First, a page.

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Suppose that an object, mass , is attached to the end of a light inextensible
string whose other end is attached to a rigid beam. Suppose, further, that the
object is given an initial horizontal velocity such that it executes a
horizontal circular orbit of radius with angular velocity . See
Fig. 60. Let be the vertical distance between the beam and the plane of
the circular orbit, and let be the angle subtended by the string with
the downward vertical.
Figure 60:
A conical pendulum.

The object is subject to two forces: the gravitational force which acts vertically
downwards, and the tension force which acts upwards along the string. The tension
force can be resolved into a component which acts vertically upwards, and
a component which acts towards the centre of the circle. Force balance
in the vertical direction yields

(262) 
In other words, the vertical component of the tension force balances the weight of the object.
Since the object is executing a circular orbit, radius , with angular velocity ,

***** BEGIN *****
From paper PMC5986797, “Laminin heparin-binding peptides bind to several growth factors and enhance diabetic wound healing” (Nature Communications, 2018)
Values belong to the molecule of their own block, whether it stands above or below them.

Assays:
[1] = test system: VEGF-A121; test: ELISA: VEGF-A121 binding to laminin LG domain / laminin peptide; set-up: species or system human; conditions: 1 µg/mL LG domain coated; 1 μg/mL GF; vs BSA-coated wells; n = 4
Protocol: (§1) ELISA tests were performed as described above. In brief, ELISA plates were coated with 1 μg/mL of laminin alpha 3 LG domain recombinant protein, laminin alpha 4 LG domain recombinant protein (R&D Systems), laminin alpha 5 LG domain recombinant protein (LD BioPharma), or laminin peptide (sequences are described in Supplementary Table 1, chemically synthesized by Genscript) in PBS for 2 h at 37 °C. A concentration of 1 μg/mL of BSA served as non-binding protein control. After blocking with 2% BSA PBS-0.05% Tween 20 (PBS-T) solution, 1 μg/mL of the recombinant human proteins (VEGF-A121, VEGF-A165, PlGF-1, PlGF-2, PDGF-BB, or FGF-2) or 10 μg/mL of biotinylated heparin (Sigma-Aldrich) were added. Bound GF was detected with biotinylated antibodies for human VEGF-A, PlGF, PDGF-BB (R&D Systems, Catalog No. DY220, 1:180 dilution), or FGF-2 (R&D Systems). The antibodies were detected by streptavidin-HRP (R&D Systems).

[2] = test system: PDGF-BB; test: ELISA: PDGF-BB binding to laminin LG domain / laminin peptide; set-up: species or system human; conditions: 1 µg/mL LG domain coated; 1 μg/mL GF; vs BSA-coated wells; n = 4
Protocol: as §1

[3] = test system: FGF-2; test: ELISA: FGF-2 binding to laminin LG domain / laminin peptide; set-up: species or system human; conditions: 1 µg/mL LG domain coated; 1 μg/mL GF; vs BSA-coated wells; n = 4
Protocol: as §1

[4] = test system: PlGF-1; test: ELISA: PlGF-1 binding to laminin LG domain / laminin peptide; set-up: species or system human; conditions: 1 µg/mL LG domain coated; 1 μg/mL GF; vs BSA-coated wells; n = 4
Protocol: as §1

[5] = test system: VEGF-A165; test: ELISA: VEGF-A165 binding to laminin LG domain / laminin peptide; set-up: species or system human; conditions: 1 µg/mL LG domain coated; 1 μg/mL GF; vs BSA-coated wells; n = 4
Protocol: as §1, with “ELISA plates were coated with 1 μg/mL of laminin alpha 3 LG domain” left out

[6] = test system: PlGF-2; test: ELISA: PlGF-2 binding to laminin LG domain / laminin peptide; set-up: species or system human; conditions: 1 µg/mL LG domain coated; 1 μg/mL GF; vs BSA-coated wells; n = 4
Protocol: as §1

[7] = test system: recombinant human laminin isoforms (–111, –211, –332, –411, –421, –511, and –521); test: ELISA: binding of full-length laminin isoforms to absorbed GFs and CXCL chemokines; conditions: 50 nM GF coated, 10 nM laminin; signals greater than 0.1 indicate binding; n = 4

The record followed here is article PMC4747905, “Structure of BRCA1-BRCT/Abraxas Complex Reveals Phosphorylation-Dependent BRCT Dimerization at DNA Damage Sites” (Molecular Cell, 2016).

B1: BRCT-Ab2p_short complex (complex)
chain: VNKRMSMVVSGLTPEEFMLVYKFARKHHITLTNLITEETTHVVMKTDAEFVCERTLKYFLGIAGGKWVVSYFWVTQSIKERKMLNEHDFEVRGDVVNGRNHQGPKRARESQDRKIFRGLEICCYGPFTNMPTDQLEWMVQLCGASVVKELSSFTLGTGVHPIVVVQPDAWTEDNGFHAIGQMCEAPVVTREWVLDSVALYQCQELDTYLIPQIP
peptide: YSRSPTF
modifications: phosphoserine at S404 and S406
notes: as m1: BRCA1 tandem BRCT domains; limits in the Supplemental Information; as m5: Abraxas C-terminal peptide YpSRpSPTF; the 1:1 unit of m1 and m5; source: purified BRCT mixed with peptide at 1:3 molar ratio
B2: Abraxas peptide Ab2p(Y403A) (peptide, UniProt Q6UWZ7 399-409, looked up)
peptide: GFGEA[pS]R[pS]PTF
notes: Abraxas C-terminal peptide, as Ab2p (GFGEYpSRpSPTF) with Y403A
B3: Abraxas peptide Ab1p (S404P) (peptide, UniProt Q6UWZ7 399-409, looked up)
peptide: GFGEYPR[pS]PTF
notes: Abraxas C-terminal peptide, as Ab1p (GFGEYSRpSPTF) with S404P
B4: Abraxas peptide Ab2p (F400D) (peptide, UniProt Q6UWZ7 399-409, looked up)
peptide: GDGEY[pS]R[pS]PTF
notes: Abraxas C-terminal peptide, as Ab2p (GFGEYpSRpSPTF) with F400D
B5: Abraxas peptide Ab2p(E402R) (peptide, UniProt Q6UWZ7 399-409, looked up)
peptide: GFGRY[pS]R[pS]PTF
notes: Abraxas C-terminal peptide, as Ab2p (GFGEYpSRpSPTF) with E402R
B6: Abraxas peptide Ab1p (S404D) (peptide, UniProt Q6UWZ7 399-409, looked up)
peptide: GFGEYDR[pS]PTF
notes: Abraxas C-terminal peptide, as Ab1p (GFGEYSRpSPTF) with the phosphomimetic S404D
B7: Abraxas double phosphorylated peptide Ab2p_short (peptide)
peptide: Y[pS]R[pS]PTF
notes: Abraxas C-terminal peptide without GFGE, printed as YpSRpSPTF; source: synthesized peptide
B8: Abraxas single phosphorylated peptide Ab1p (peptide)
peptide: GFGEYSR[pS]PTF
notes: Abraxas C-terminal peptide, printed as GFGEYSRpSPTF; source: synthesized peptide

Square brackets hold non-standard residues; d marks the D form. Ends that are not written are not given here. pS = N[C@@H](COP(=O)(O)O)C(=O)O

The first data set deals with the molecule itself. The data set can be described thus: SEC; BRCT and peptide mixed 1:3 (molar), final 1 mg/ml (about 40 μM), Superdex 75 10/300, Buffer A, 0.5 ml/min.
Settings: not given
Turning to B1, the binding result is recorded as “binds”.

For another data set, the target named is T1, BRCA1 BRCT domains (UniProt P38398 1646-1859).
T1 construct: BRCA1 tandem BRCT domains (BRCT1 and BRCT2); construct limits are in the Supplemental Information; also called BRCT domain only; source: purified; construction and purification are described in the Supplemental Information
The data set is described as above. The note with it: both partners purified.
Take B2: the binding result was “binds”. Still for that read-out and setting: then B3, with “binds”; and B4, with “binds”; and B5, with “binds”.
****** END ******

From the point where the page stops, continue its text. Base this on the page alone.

it experiences a centripetal acceleration . Hence, it is subject to
a centripetal force
. This force is provided by the component of
the string tension which acts towards the centre of the circle. In other words,

(263) 
Taking the ratio of Eqs. (262) and (263), we obtain

(264) 
However, by simple trigonometry,

(265) 
Hence, we find

(266) 
Note that if is the length of the string then
. It follows that

(267) 
For instance, if the length of the string is
and the conical angle is
then the angular velocity of rotation is given by

(268) 
This translates to a rotation frequency in cycles per second of

(269) 
Next: Nonuniform circular motion
Up: Circular motion
Previous: Centripetal acceleration
Richard Fitzpatrick
20060202